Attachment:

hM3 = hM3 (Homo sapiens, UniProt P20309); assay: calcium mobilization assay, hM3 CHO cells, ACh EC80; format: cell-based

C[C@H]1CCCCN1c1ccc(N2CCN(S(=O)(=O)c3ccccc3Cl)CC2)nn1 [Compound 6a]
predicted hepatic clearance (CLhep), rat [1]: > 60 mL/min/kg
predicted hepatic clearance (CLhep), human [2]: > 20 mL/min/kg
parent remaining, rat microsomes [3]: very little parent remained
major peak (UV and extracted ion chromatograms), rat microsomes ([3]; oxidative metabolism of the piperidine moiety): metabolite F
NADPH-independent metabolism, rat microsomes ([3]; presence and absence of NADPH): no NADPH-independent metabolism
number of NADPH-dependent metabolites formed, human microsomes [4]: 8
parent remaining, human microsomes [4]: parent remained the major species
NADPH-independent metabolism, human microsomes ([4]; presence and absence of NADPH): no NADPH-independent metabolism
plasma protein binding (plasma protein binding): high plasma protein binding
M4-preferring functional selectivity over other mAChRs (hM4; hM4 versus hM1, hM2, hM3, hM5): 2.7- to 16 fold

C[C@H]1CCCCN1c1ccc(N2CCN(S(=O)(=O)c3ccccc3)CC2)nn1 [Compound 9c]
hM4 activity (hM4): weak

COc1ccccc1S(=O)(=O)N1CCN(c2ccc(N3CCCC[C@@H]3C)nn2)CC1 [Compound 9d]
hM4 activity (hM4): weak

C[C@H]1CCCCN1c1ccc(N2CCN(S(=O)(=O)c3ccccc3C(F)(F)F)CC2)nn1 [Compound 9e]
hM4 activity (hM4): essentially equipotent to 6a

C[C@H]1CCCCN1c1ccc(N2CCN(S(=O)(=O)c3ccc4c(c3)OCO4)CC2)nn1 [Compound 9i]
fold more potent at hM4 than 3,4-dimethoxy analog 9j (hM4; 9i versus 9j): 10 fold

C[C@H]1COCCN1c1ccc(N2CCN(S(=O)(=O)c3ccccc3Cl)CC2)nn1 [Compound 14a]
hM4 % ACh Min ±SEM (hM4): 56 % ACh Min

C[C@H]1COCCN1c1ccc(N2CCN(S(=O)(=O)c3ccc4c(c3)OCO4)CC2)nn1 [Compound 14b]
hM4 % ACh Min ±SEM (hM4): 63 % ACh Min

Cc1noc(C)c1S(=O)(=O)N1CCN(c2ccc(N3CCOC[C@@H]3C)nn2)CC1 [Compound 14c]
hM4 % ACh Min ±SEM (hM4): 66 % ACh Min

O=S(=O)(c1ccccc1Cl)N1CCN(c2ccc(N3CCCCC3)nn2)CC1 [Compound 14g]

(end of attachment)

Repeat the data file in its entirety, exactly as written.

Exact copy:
hM3 = hM3 (Homo sapiens, UniProt P20309); assay: calcium mobilization assay, hM3 CHO cells, ACh EC80; format: cell-based

C[C@H]1CCCCN1c1ccc(N2CCN(S(=O)(=O)c3ccccc3Cl)CC2)nn1 [Compound 6a]
predicted hepatic clearance (CLhep), rat [1]: > 60 mL/min/kg
predicted hepatic clearance (CLhep), human [2]: > 20 mL/min/kg
parent remaining, rat microsomes [3]: very little parent remained
major peak (UV and extracted ion chromatograms), rat microsomes ([3]; oxidative metabolism of the piperidine moiety): metabolite F
NADPH-independent metabolism, rat microsomes ([3]; presence and absence of NADPH): no NADPH-independent metabolism
number of NADPH-dependent metabolites formed, human microsomes [4]: 8
parent remaining, human microsomes [4]: parent remained the major species
NADPH-independent metabolism, human microsomes ([4]; presence and absence of NADPH): no NADPH-independent metabolism
plasma protein binding (plasma protein binding): high plasma protein binding
M4-preferring functional selectivity over other mAChRs (hM4; hM4 versus hM1, hM2, hM3, hM5): 2.7- to 16 fold

C[C@H]1CCCCN1c1ccc(N2CCN(S(=O)(=O)c3ccccc3)CC2)nn1 [Compound 9c]
hM4 activity (hM4): weak

COc1ccccc1S(=O)(=O)N1CCN(c2ccc(N3CCCC[C@@H]3C)nn2)CC1 [Compound 9d]
hM4 activity (hM4): weak

C[C@H]1CCCCN1c1ccc(N2CCN(S(=O)(=O)c3ccccc3C(F)(F)F)CC2)nn1 [Compound 9e]
hM4 activity (hM4): essentially equipotent to 6a

C[C@H]1CCCCN1c1ccc(N2CCN(S(=O)(=O)c3ccc4c(c3)OCO4)CC2)nn1 [Compound 9i]
fold more potent at hM4 than 3,4-dimethoxy analog 9j (hM4; 9i versus 9j): 10 fold

C[C@H]1COCCN1c1ccc(N2CCN(S(=O)(=O)c3ccccc3Cl)CC2)nn1 [Compound 14a]
hM4 % ACh Min ±SEM (hM4): 56 % ACh Min

C[C@H]1COCCN1c1ccc(N2CCN(S(=O)(=O)c3ccc4c(c3)OCO4)CC2)nn1 [Compound 14b]
hM4 % ACh Min ±SEM (hM4): 63 % ACh Min

Cc1noc(C)c1S(=O)(=O)N1CCN(c2ccc(N3CCOC[C@@H]3C)nn2)CC1 [Compound 14c]
hM4 % ACh Min ±SEM (hM4): 66 % ACh Min

O=S(=O)(c1ccccc1Cl)N1CCN(c2ccc(N3CCCCC3)nn2)CC1 [Compound 14g]